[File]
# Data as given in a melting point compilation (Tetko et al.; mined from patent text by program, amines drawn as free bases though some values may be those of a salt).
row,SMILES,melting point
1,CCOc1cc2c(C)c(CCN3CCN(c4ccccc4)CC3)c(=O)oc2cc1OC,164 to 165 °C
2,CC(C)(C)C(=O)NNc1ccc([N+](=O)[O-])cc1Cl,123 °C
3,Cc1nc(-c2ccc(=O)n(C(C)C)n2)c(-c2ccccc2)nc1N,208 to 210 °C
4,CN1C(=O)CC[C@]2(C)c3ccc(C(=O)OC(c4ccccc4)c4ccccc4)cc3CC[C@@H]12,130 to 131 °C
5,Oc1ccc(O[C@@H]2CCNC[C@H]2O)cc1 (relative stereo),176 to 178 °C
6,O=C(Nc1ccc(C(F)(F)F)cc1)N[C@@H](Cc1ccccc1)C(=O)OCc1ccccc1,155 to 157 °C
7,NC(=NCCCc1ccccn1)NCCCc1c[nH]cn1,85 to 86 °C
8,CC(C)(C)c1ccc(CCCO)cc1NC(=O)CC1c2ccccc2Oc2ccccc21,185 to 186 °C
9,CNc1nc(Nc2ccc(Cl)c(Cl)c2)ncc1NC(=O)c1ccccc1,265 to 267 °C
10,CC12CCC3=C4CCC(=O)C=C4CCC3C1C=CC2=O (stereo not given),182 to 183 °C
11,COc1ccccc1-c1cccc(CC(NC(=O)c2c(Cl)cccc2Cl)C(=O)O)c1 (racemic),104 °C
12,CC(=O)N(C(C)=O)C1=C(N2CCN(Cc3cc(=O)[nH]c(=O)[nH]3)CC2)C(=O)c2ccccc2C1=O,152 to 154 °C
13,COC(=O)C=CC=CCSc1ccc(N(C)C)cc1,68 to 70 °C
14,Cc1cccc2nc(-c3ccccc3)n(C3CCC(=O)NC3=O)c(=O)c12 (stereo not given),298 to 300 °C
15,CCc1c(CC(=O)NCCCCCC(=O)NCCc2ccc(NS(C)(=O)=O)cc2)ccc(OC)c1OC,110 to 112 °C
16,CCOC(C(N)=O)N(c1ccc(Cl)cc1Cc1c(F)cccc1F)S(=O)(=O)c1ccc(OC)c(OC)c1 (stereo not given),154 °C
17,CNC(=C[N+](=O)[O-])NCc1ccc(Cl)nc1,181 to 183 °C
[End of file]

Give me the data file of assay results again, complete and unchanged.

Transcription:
# Data as given in a melting point compilation (Tetko et al.; mined from patent text by program, amines drawn as free bases though some values may be those of a salt).
row,SMILES,melting point
1,CCOc1cc2c(C)c(CCN3CCN(c4ccccc4)CC3)c(=O)oc2cc1OC,164 to 165 °C
2,CC(C)(C)C(=O)NNc1ccc([N+](=O)[O-])cc1Cl,123 °C
3,Cc1nc(-c2ccc(=O)n(C(C)C)n2)c(-c2ccccc2)nc1N,208 to 210 °C
4,CN1C(=O)CC[C@]2(C)c3ccc(C(=O)OC(c4ccccc4)c4ccccc4)cc3CC[C@@H]12,130 to 131 °C
5,Oc1ccc(O[C@@H]2CCNC[C@H]2O)cc1 (relative stereo),176 to 178 °C
6,O=C(Nc1ccc(C(F)(F)F)cc1)N[C@@H](Cc1ccccc1)C(=O)OCc1ccccc1,155 to 157 °C
7,NC(=NCCCc1ccccn1)NCCCc1c[nH]cn1,85 to 86 °C
8,CC(C)(C)c1ccc(CCCO)cc1NC(=O)CC1c2ccccc2Oc2ccccc21,185 to 186 °C
9,CNc1nc(Nc2ccc(Cl)c(Cl)c2)ncc1NC(=O)c1ccccc1,265 to 267 °C
10,CC12CCC3=C4CCC(=O)C=C4CCC3C1C=CC2=O (stereo not given),182 to 183 °C
11,COc1ccccc1-c1cccc(CC(NC(=O)c2c(Cl)cccc2Cl)C(=O)O)c1 (racemic),104 °C
12,CC(=O)N(C(C)=O)C1=C(N2CCN(Cc3cc(=O)[nH]c(=O)[nH]3)CC2)C(=O)c2ccccc2C1=O,152 to 154 °C
13,COC(=O)C=CC=CCSc1ccc(N(C)C)cc1,68 to 70 °C
14,Cc1cccc2nc(-c3ccccc3)n(C3CCC(=O)NC3=O)c(=O)c12 (stereo not given),298 to 300 °C
15,CCc1c(CC(=O)NCCCCCC(=O)NCCc2ccc(NS(C)(=O)=O)cc2)ccc(OC)c1OC,110 to 112 °C
16,CCOC(C(N)=O)N(c1ccc(Cl)cc1Cc1c(F)cccc1F)S(=O)(=O)c1ccc(OC)c(OC)c1 (stereo not given),154 °C
17,CNC(=C[N+](=O)[O-])NCc1ccc(Cl)nc1,181 to 183 °C